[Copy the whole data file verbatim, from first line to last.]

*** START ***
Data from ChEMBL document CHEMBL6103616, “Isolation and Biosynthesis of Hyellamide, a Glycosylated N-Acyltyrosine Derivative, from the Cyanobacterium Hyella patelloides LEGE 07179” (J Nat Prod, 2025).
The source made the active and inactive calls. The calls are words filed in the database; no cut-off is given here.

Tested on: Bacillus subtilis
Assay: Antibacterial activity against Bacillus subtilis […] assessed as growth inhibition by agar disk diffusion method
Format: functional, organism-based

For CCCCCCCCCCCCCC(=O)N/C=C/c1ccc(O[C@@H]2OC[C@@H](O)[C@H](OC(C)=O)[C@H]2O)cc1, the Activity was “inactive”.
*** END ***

Data from ChEMBL document CHEMBL6103616, “Isolation and Biosynthesis of Hyellamide, a Glycosylated N-Acyltyrosine Derivative, from the Cyanobacterium Hyella patelloides LEGE 07179” (J Nat Prod, 2025).
The source made the active and inactive calls. The calls are words filed in the database; no cut-off is given here.

Tested on: Bacillus subtilis
Assay: Antibacterial activity against Bacillus subtilis […] assessed as growth inhibition by agar disk diffusion method
Format: functional, organism-based

For CCCCCCCCCCCCCC(=O)N/C=C/c1ccc(O[C@@H]2OC[C@@H](O)[C@H](OC(C)=O)[C@H]2O)cc1, the Activity was “inactive”.